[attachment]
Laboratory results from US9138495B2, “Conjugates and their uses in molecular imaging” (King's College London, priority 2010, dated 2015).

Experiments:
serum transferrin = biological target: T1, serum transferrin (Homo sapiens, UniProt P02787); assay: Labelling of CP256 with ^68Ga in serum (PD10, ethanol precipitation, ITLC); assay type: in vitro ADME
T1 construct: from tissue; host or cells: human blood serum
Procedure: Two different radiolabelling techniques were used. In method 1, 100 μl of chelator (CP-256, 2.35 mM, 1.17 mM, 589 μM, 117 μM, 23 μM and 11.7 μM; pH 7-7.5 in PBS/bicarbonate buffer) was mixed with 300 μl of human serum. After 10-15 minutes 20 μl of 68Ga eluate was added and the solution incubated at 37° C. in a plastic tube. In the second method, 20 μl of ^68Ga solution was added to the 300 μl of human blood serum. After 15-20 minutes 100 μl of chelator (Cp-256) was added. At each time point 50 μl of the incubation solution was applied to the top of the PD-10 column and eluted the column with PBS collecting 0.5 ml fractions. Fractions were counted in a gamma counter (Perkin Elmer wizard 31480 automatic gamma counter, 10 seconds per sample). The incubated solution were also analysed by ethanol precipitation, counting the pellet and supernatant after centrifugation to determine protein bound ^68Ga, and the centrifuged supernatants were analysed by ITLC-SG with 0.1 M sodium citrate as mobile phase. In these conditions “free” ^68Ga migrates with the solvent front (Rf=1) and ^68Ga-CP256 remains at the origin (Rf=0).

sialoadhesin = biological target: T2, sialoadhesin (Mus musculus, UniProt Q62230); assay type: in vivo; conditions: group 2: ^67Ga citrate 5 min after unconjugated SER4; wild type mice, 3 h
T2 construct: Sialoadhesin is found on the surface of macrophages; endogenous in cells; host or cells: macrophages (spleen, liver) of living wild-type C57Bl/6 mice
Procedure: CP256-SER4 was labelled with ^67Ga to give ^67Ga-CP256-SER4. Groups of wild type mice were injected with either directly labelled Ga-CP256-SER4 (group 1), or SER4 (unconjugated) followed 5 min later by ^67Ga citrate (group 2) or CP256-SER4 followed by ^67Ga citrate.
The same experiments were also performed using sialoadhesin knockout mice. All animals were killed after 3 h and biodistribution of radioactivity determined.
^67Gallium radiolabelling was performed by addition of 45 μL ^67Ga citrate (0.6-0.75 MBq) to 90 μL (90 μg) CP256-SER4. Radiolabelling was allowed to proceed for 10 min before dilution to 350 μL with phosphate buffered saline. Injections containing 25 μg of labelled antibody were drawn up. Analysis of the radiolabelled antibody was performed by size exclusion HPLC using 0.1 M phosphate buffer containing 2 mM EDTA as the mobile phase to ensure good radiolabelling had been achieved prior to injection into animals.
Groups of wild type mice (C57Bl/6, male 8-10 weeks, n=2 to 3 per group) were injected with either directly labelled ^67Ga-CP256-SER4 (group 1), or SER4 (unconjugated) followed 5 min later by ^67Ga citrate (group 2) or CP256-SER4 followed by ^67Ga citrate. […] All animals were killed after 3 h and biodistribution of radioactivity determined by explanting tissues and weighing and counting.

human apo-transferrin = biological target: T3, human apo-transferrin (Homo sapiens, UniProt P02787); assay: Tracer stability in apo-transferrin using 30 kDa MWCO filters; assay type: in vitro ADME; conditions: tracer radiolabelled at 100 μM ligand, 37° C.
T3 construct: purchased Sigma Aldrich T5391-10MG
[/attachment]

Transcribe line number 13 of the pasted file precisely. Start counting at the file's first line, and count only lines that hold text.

T3 construct: purchased Sigma Aldrich T5391-10MG